By Ronald Blum, Associated Press CHICAGO (AP) — Remember the U.S. men's soccer team? It's also playing for a trophy on Sunday, taking on Mexico at Soldier Field in the final of the CONCACAF Gold Cup, the championship of North and Central America and the Caribbean. Gone from the national sports consciousness since its October 2017 loss at Trinidad and Tobago ended a streak of seven straight World Cup appearances, the men's program is trying to regroup under new coach Gregg Berhalter. The American women play the Netherlands in France at 11 a.m. EDT, chasing their fourth world championship, and they are livid they have to share the spotlight with the Copa America final between host Brazil and Peru at 4 p.m. and the U.S. men seeking their seventh Gold Cup title at 9:15 p.m. "I look at it differently. I think that this is an opportunity to be Soccer Day in America," Berhalter said. "When you think about the opportunity for the women to win the World Cup in the morning and then you get to I think party for half the afternoon, then you get to take a little nap, and then you get up, you go to the game and you enjoy the final of Gold Cup." The men have outscored opponents 15-1 in five matches, while the women have a 24-3 advantage in six. "Our whole focus is on us," forward Jordan Morris said. "We're wishing them all the best, of course, and we want them to win the championship, as well, but we don't think about that too much, just really what we can do to come out and win our game." He would have preferred not to play on the same day. "Ideally I guess that would be great that they get their own focus being in a World Cup final and we'll get our own and Copa America gets their own," Morris said. The U.S. is 6-4 in Gold Cup finals, beating Mexico in 2007 and losing in 1993, '98, '09 and '11. The Americans won their only consecutive regional titles in 2005 under Bruce Arena and 2007 under Bob Bradley. Morris, whose 88th-minute goal lifted the U.S. over Jamaica in the 2017 final, is among six holdovers from that roster, joined by defenders Matt Miazga and Omar Gonzalez, midfielders Michael Bradley and Paul Arriola, and forward Jozy Altidore. Led by 20-year-midfielder Christian Pulisic, the U.S. is mostly a young team with a sprinkling of veterans and is testing 24-year-old goalkeeper Zack Steffen in a tournament for the first time. Pulisic, who reports to Chelsea next week, has enhanced his status as by far the top American player. "When I think about this month for him, it's been a lot of personal development," Berhalter said, "in terms of just him blossoming with his personality within the group, his importance to the team on the field. The skills haven't changed, right, from a month, but in terms of his role, what he's comfortable with, how he's embracing his role within the team and his role on and off the field, it's been really nice to see." The Gold Cup has been Berhalter's first extended time with his full player pool and the only lengthy one before World Cup qualifying starts next year. "I'm obviously super-excited for the challenge," Pulisic said. Neither team is at full strength. The U.S. is missing right-side starters DeAndre Yedlin and Tyler Adams, plus central defender John Brooks, all because of injuries. El Tri, in its first tournament under new coach Tata Martino, is going for its eighth Gold Cup title. It had a more onerous path to the final that included a penalty-kicks victory over Costa Rica and an extra-time win over Haiti. Mexico's roster has just five players who started the round-of-16 loss to Brazil at last year's World Cup: goalkeeper Guillermo Ochoa, defenders Edson Álvarez and Carlos Salcedo, and midfielders Andrés Guardado and Jesús Gallardo. Among the missing are all three forwards who started against the Selecao: Javier Hernández, Carlos Vela and Hirving Lozano. "We do miss these players," Martino said through a translator. "We play with the soccer players that respond to the call." U.S. players hope American fans are celebrating even before the kickoff, savoring a victory by the women over the Dutch. "Let's hope we both win the finals and make it a historical day in the history of American soccer," winger Tyler Boyd said......»»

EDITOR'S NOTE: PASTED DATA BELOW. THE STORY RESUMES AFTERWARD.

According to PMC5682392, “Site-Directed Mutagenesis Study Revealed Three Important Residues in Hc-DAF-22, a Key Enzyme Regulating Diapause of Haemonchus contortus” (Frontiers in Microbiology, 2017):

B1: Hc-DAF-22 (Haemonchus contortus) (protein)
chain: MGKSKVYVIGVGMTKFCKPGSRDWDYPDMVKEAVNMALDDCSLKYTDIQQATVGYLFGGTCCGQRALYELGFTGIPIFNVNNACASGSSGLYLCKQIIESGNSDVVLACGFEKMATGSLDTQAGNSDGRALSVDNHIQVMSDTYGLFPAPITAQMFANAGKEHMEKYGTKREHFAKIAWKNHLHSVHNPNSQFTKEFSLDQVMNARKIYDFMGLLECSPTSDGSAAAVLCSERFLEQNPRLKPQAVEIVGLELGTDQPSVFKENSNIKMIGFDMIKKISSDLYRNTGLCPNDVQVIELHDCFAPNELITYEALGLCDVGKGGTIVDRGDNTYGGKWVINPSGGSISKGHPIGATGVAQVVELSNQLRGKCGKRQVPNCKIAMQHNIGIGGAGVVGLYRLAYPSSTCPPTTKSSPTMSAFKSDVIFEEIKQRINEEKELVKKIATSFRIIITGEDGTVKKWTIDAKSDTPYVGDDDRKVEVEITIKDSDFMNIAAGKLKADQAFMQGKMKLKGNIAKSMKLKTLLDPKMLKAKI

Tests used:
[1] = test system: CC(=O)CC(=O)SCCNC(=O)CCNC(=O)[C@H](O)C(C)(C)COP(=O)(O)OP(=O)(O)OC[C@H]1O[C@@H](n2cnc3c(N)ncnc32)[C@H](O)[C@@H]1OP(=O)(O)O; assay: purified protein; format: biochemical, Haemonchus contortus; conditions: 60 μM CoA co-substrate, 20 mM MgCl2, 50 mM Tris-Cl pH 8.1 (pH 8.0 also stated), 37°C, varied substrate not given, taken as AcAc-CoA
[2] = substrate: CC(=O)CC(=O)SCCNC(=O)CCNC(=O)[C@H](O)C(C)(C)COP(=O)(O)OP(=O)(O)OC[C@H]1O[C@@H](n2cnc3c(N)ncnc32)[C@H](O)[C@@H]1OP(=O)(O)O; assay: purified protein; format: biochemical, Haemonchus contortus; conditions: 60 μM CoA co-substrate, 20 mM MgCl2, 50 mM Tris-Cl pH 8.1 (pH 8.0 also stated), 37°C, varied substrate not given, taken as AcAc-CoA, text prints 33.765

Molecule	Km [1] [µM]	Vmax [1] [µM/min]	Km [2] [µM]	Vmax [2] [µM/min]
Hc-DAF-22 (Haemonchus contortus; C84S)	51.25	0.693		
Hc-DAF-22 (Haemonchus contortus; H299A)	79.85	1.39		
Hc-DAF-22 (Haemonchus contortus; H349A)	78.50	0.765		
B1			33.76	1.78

Category: sportsSource:  abscbnRelated NewsJul 7th, 2019